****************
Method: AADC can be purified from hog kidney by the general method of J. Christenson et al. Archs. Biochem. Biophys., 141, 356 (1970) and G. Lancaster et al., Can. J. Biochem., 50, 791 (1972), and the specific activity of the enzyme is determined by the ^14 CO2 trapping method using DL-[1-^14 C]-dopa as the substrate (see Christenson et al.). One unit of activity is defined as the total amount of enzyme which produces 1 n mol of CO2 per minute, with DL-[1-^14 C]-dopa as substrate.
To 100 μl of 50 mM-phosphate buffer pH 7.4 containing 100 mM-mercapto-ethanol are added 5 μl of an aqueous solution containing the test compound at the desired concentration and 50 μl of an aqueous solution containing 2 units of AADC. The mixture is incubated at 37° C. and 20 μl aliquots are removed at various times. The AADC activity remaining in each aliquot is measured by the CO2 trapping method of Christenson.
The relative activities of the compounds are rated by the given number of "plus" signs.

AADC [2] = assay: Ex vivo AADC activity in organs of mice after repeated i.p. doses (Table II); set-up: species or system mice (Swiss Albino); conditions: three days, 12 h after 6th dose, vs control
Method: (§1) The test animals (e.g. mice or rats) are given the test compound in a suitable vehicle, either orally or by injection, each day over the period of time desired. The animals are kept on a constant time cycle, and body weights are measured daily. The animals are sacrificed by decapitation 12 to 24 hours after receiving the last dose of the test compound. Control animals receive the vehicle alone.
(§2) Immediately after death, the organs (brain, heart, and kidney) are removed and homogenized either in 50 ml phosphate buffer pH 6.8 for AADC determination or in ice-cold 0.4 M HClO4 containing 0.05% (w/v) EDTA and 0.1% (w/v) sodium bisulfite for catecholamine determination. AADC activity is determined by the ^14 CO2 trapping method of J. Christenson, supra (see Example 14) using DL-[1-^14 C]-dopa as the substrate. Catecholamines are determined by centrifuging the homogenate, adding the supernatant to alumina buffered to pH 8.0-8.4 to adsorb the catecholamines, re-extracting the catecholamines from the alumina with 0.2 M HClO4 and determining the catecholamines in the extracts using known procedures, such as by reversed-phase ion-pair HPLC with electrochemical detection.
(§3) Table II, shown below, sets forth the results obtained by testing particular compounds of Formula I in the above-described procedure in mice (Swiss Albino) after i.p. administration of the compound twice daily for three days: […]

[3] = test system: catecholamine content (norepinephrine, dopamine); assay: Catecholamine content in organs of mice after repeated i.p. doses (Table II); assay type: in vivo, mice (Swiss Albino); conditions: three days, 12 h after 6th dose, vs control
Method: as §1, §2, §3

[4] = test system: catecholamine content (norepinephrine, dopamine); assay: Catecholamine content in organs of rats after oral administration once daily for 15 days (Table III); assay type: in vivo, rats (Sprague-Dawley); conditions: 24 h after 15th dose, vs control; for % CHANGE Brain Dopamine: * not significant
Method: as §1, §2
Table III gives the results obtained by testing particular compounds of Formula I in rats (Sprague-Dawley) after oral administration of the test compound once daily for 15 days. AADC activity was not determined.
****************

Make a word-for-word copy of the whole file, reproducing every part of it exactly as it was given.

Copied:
Method: AADC can be purified from hog kidney by the general method of J. Christenson et al. Archs. Biochem. Biophys., 141, 356 (1970) and G. Lancaster et al., Can. J. Biochem., 50, 791 (1972), and the specific activity of the enzyme is determined by the ^14 CO2 trapping method using DL-[1-^14 C]-dopa as the substrate (see Christenson et al.). One unit of activity is defined as the total amount of enzyme which produces 1 n mol of CO2 per minute, with DL-[1-^14 C]-dopa as substrate.
To 100 μl of 50 mM-phosphate buffer pH 7.4 containing 100 mM-mercapto-ethanol are added 5 μl of an aqueous solution containing the test compound at the desired concentration and 50 μl of an aqueous solution containing 2 units of AADC. The mixture is incubated at 37° C. and 20 μl aliquots are removed at various times. The AADC activity remaining in each aliquot is measured by the CO2 trapping method of Christenson.
The relative activities of the compounds are rated by the given number of "plus" signs.

AADC [2] = assay: Ex vivo AADC activity in organs of mice after repeated i.p. doses (Table II); set-up: species or system mice (Swiss Albino); conditions: three days, 12 h after 6th dose, vs control
Method: (§1) The test animals (e.g. mice or rats) are given the test compound in a suitable vehicle, either orally or by injection, each day over the period of time desired. The animals are kept on a constant time cycle, and body weights are measured daily. The animals are sacrificed by decapitation 12 to 24 hours after receiving the last dose of the test compound. Control animals receive the vehicle alone.
(§2) Immediately after death, the organs (brain, heart, and kidney) are removed and homogenized either in 50 ml phosphate buffer pH 6.8 for AADC determination or in ice-cold 0.4 M HClO4 containing 0.05% (w/v) EDTA and 0.1% (w/v) sodium bisulfite for catecholamine determination. AADC activity is determined by the ^14 CO2 trapping method of J. Christenson, supra (see Example 14) using DL-[1-^14 C]-dopa as the substrate. Catecholamines are determined by centrifuging the homogenate, adding the supernatant to alumina buffered to pH 8.0-8.4 to adsorb the catecholamines, re-extracting the catecholamines from the alumina with 0.2 M HClO4 and determining the catecholamines in the extracts using known procedures, such as by reversed-phase ion-pair HPLC with electrochemical detection.
(§3) Table II, shown below, sets forth the results obtained by testing particular compounds of Formula I in the above-described procedure in mice (Swiss Albino) after i.p. administration of the compound twice daily for three days: […]

[3] = test system: catecholamine content (norepinephrine, dopamine); assay: Catecholamine content in organs of mice after repeated i.p. doses (Table II); assay type: in vivo, mice (Swiss Albino); conditions: three days, 12 h after 6th dose, vs control
Method: as §1, §2, §3

[4] = test system: catecholamine content (norepinephrine, dopamine); assay: Catecholamine content in organs of rats after oral administration once daily for 15 days (Table III); assay type: in vivo, rats (Sprague-Dawley); conditions: 24 h after 15th dose, vs control; for % CHANGE Brain Dopamine: * not significant
Method: as §1, §2
Table III gives the results obtained by testing particular compounds of Formula I in rats (Sprague-Dawley) after oral administration of the test compound once daily for 15 days. AADC activity was not determined.